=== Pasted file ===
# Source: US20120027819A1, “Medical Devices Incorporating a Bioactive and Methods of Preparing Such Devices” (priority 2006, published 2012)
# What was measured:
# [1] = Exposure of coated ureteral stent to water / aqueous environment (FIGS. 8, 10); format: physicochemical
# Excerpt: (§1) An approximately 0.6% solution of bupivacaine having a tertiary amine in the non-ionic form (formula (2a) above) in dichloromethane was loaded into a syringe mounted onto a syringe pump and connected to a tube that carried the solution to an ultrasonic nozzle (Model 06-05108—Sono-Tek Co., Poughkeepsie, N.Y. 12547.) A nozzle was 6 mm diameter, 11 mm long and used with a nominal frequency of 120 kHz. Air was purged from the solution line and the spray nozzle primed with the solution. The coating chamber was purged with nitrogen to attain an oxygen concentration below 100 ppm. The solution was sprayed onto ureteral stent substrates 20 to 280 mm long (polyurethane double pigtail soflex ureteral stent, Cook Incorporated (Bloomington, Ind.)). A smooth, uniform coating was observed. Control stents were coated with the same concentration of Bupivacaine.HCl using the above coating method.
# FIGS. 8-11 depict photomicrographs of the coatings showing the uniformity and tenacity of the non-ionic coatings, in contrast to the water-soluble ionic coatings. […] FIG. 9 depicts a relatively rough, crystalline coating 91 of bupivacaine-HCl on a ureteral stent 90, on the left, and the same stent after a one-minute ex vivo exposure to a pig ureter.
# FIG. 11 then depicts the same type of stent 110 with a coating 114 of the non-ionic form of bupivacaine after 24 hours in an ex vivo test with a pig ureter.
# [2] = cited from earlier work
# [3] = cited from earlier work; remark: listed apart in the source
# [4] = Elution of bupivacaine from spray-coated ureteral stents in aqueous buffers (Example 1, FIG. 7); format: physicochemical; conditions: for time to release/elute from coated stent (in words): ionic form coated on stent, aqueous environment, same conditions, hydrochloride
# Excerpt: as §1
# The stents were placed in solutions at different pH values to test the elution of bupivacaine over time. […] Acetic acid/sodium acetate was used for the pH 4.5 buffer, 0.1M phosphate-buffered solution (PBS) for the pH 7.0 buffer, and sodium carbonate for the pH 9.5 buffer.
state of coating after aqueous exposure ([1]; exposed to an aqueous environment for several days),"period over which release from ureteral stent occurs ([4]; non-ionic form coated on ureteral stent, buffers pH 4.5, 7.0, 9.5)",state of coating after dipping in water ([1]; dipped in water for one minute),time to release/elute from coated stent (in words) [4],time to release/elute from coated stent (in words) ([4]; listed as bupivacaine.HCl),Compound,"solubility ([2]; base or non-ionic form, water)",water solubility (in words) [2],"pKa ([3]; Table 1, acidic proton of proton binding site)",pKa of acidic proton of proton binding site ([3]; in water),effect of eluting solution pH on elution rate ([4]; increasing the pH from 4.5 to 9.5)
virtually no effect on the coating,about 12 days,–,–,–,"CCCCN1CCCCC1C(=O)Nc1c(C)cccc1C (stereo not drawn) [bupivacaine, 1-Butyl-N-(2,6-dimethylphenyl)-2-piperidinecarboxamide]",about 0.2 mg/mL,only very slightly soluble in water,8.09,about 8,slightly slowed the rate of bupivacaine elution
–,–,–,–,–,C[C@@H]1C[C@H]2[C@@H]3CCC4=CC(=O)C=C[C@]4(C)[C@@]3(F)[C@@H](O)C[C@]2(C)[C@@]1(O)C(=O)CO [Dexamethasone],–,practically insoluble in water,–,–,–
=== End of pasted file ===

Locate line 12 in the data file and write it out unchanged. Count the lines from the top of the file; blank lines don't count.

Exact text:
state of coating after aqueous exposure ([1]; exposed to an aqueous environment for several days),"period over which release from ureteral stent occurs ([4]; non-ionic form coated on ureteral stent, buffers pH 4.5, 7.0, 9.5)",state of coating after dipping in water ([1]; dipped in water for one minute),time to release/elute from coated stent (in words) [4],time to release/elute from coated stent (in words) ([4]; listed as bupivacaine.HCl),Compound,"solubility ([2]; base or non-ionic form, water)",water solubility (in words) [2],"pKa ([3]; Table 1, acidic proton of proton binding site)",pKa of acidic proton of proton binding site ([3]; in water),effect of eluting solution pH on elution rate ([4]; increasing the pH from 4.5 to 9.5)